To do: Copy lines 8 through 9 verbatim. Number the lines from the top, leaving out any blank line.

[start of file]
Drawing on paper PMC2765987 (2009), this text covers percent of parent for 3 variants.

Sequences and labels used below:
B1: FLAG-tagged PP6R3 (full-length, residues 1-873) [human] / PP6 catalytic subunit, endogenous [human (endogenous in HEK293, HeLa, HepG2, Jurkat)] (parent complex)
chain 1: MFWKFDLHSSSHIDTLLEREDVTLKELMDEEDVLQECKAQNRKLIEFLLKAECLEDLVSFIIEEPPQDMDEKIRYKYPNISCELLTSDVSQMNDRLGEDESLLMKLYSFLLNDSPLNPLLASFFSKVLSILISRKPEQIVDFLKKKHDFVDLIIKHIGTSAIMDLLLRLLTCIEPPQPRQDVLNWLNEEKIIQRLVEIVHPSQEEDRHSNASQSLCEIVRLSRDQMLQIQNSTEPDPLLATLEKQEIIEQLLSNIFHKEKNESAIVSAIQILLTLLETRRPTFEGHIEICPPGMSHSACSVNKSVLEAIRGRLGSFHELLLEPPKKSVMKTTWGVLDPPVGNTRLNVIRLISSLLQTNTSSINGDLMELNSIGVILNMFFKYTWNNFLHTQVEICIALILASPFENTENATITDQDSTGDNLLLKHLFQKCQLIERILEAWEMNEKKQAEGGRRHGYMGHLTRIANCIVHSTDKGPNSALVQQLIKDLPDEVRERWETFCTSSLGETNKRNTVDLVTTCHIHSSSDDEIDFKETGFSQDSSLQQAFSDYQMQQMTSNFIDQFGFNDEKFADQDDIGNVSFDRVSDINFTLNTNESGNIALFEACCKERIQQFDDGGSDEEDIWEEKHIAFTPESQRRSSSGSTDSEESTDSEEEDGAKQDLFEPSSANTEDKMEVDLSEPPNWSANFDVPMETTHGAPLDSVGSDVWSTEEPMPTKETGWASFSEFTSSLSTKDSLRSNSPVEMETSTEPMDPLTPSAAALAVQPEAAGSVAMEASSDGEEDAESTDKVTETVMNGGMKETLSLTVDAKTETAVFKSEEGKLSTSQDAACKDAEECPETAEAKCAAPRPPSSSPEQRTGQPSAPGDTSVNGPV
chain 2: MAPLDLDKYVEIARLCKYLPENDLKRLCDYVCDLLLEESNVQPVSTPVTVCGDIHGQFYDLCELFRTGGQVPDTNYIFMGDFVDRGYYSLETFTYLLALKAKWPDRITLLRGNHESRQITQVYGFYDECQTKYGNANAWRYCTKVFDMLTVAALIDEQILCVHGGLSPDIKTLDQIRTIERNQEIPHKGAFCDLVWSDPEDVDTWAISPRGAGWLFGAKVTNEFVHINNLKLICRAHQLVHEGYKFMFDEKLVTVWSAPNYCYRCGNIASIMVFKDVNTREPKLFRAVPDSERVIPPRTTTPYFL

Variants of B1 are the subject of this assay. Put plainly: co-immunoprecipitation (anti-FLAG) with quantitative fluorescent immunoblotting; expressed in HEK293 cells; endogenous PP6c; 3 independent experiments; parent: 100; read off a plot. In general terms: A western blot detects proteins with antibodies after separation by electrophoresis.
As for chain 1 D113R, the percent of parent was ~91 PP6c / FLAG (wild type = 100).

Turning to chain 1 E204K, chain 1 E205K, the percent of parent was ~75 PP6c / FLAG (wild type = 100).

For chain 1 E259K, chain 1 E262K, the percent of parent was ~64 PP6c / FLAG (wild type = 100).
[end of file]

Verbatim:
Turning to chain 1 E204K, chain 1 E205K, the percent of parent was ~75 PP6c / FLAG (wild type = 100).

For chain 1 E259K, chain 1 E262K, the percent of parent was ~64 PP6c / FLAG (wild type = 100).